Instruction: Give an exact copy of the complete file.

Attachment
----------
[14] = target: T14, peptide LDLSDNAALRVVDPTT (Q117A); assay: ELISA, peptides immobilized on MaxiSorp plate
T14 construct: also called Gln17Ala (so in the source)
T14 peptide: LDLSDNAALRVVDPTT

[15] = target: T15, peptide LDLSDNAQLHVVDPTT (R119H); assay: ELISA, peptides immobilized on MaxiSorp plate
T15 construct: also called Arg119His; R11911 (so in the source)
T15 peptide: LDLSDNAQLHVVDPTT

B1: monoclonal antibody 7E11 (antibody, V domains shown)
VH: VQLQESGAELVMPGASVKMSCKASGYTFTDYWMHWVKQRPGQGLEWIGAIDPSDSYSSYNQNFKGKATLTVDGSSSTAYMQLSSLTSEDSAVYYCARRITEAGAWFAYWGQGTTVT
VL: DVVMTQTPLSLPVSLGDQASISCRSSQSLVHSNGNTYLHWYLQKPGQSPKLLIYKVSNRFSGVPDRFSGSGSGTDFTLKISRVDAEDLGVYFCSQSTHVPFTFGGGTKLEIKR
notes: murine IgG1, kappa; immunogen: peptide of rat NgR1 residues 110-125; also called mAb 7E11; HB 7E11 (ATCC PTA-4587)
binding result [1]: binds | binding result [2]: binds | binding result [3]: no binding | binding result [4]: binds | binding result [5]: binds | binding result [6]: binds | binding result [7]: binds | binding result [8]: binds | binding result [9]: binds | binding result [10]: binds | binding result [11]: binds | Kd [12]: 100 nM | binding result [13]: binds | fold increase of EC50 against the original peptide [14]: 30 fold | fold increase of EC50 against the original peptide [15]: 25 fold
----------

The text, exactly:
[14] = target: T14, peptide LDLSDNAALRVVDPTT (Q117A); assay: ELISA, peptides immobilized on MaxiSorp plate
T14 construct: also called Gln17Ala (so in the source)
T14 peptide: LDLSDNAALRVVDPTT

[15] = target: T15, peptide LDLSDNAQLHVVDPTT (R119H); assay: ELISA, peptides immobilized on MaxiSorp plate
T15 construct: also called Arg119His; R11911 (so in the source)
T15 peptide: LDLSDNAQLHVVDPTT

B1: monoclonal antibody 7E11 (antibody, V domains shown)
VH: VQLQESGAELVMPGASVKMSCKASGYTFTDYWMHWVKQRPGQGLEWIGAIDPSDSYSSYNQNFKGKATLTVDGSSSTAYMQLSSLTSEDSAVYYCARRITEAGAWFAYWGQGTTVT
VL: DVVMTQTPLSLPVSLGDQASISCRSSQSLVHSNGNTYLHWYLQKPGQSPKLLIYKVSNRFSGVPDRFSGSGSGTDFTLKISRVDAEDLGVYFCSQSTHVPFTFGGGTKLEIKR
notes: murine IgG1, kappa; immunogen: peptide of rat NgR1 residues 110-125; also called mAb 7E11; HB 7E11 (ATCC PTA-4587)
binding result [1]: binds | binding result [2]: binds | binding result [3]: no binding | binding result [4]: binds | binding result [5]: binds | binding result [6]: binds | binding result [7]: binds | binding result [8]: binds | binding result [9]: binds | binding result [10]: binds | binding result [11]: binds | Kd [12]: 100 nM | binding result [13]: binds | fold increase of EC50 against the original peptide [14]: 30 fold | fold increase of EC50 against the original peptide [15]: 25 fold